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26 results, ordered by Publication Date

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The first railroad maps printed in the United States?

A compilation of seminal reports advocating and describing the earliest general-purpose rail lines in New England. Particularly interesting for the inclusion of a two-part map of the proposed line from Boston to Albany, which according to Modelski is the first rail map printed in the United States. Background Revolutions in transportation were probably greatest drivers […]

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Cartographic relic from Boston’s “Green Line”

A schematic route map for Boston’s Green Line, originally displayed in a Massachusetts Bay Transit Authority subway car. First established in 1856 as part of the Cambridge Horse Railroad, the Green Line is the oldest line of Boston’s subway system (aka “the T”). It runs roughly southwest from Lechmere Point in Cambridge to Copley and […]

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A unique (and still playable!) railroad game, by a notable American artist

An original game, with board, cards, and playing pieces, by the American artist Cassius Marcellus Coolidge. The object of Coolidge’s game is to be the first player to build a transcontinental railroad by acquiring rights of passage through the 51 states and territories represented on the game board. An anticipation of the 20th-century board games Monopoly […]

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Get your Gold Bonds here!

A broadside advertisement for Northern Pacific Railroad bonds, intended to finance construction of its transcontinental line linking the Great Lakes with the Puget Sound region. The bonds paid a guaranteed yield of 7 3/10% in gold (hence the “7-30” title) or 8% in currency, were backed by the Northern Pacific’s hard assets, and could be […]

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A significant Texas railroad archive

The progress and development of the Texas and New Orleans Railroad, as depicted in incorporation documents, 17 manuscript letters from early stockholders, and a map of the lines completed and proposed. This is an archive related to the development and operation of the Texas and New Orleans Rail Road in and before 1860. The collected materials present […]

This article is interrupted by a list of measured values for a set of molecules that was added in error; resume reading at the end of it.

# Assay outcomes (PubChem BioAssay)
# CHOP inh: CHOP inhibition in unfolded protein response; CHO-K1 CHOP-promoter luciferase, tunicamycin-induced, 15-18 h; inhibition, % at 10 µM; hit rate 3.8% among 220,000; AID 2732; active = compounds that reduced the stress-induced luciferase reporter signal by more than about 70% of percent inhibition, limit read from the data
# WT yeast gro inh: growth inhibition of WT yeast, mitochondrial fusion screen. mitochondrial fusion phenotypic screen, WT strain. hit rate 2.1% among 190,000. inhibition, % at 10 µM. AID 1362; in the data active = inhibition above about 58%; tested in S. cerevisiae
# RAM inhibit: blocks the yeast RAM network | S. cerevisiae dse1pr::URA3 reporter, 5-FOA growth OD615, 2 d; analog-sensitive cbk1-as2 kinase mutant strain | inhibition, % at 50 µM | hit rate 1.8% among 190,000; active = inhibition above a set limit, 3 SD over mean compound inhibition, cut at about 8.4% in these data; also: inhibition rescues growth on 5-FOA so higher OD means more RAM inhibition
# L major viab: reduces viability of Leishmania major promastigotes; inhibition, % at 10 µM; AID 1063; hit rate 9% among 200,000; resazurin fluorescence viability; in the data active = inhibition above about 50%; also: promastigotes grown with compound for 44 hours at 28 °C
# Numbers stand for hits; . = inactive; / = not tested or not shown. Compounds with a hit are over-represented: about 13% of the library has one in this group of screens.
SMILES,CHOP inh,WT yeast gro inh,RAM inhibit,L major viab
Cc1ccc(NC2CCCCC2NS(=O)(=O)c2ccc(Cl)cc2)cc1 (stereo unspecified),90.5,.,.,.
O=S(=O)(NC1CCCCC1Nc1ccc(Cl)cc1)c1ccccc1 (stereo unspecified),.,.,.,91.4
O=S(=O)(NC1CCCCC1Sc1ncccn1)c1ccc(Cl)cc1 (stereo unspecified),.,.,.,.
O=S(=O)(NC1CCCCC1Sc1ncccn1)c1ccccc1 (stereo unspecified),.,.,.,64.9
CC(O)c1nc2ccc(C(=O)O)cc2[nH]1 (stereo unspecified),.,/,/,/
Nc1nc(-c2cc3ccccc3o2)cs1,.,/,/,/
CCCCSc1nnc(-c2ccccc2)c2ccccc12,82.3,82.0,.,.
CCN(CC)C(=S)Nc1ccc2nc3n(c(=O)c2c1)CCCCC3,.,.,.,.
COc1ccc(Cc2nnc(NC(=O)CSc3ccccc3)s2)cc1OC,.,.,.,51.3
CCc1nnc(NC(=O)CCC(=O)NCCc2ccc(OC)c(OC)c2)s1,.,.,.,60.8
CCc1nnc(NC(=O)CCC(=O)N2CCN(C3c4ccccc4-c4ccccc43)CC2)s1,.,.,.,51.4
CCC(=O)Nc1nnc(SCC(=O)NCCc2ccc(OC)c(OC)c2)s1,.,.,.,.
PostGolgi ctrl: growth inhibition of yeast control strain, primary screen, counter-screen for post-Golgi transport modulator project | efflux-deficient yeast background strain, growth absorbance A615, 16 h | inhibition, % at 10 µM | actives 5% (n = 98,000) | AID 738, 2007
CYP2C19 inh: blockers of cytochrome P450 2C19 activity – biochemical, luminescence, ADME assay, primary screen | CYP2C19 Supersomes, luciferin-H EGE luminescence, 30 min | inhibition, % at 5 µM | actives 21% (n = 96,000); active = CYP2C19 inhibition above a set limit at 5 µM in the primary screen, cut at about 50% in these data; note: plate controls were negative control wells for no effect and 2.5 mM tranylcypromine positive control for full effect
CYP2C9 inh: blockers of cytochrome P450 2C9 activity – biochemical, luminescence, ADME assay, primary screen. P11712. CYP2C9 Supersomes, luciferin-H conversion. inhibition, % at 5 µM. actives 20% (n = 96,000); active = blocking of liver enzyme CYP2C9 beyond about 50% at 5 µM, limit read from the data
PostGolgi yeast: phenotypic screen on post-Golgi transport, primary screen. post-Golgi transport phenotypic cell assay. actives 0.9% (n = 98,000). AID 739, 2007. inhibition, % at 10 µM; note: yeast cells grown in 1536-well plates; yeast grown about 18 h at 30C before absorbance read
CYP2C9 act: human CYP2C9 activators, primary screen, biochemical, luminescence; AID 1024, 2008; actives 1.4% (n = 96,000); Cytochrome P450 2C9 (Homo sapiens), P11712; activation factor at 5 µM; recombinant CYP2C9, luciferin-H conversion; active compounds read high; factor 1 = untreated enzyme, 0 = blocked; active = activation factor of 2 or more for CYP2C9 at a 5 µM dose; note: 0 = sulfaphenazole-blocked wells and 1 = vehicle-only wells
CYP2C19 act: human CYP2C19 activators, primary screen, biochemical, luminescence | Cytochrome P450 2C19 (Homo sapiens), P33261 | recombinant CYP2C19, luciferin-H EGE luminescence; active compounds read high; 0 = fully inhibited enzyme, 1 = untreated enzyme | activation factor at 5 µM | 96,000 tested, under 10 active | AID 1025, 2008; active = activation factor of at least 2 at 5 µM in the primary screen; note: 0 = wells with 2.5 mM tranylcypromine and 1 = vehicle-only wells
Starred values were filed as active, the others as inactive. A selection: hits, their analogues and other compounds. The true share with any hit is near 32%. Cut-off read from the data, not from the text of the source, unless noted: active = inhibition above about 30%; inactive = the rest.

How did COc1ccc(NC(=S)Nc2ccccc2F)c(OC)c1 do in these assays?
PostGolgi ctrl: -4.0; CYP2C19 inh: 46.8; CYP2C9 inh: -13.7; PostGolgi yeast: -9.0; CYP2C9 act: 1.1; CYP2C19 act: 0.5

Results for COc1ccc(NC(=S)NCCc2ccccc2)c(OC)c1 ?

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Stunning chromo broadside for the Chicago, Rock Island & Pacific Railroad

A spectacular and very rare display broadside, touting the Chicago Rock Island & Pacific line and its connections with the newly-completed transcontinental railroad. The Chicago Rock Island & Pacific Railroad was formed in 1866 through the merger of the Chicago & Rock Island and Mississippi & Missouri Railroads. Just three years later the Union Pacific and […]

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A rare Gold Rush-era map promoting a Transcontinental Railroad

A rare map of the world by the great David Burr, repurposed during the California Gold Rush to promote a transcontinental railroad. The map depicts the world on a Mercator projection, with a spider’s web of tracks representing Cook’s three voyages and Wilkes’ U.S. Exploring Expedition sketched in. The American geography reflects the momentous times: […]

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Early tourist poster for Cape Cod and the Islands

A large and decorative poster promoting tourist travel via the Old Colony Line to Cape Cod, Martha’s Vineyard, and Nantucket. The Old Colony Line was operated by the Old Colony Railroad, established in 1844 to develop service between Boston and Plymouth. Through mergers and acquisitions the Railroad grew to dominate southeastern Massachusetts, gaining impetus from the development of Boston’s suburbs, […]

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Striking railroad map featuring new American time zones

One of the earliest maps of the United States to show the Standard Time Zones introduced on November 18, 1883. This very large railroad map is a striking production, with vibrant full color by time zone and “Chicago & Alton R.R.” splashed in large red lettering across the top. The system had its origins in […]

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Rare promotional map of Pilot Knob, Missouri

An extremely rare, interesting and visually striking promotional map for the iron-mining town of Pilot Knob, Missouri. In early 1858 St. Louis surveyor William H. Cozens laid out the small town of Pilot Knob, Missouri in the Arcadia Valley some 85 miles south by southwest of St. Louis. The new town lay at the foot […]

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